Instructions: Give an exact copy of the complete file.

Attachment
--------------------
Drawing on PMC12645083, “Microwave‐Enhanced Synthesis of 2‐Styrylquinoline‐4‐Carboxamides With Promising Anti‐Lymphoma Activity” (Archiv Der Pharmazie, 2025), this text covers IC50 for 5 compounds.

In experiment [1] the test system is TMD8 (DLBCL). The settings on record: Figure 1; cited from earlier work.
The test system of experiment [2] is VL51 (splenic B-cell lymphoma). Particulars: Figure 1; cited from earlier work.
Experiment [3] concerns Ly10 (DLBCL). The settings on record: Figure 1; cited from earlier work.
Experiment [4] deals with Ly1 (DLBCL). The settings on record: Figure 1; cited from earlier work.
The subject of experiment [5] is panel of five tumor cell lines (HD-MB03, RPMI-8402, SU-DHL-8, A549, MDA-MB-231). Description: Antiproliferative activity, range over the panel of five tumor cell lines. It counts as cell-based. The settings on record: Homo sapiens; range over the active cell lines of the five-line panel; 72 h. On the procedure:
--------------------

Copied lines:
Drawing on PMC12645083, “Microwave‐Enhanced Synthesis of 2‐Styrylquinoline‐4‐Carboxamides With Promising Anti‐Lymphoma Activity” (Archiv Der Pharmazie, 2025), this text covers IC50 for 5 compounds.

In experiment [1] the test system is TMD8 (DLBCL). The settings on record: Figure 1; cited from earlier work.
The test system of experiment [2] is VL51 (splenic B-cell lymphoma). Particulars: Figure 1; cited from earlier work.
Experiment [3] concerns Ly10 (DLBCL). The settings on record: Figure 1; cited from earlier work.
Experiment [4] deals with Ly1 (DLBCL). The settings on record: Figure 1; cited from earlier work.
The subject of experiment [5] is panel of five tumor cell lines (HD-MB03, RPMI-8402, SU-DHL-8, A549, MDA-MB-231). Description: Antiproliferative activity, range over the panel of five tumor cell lines. It counts as cell-based. The settings on record: Homo sapiens; range over the active cell lines of the five-line panel; 72 h. On the procedure: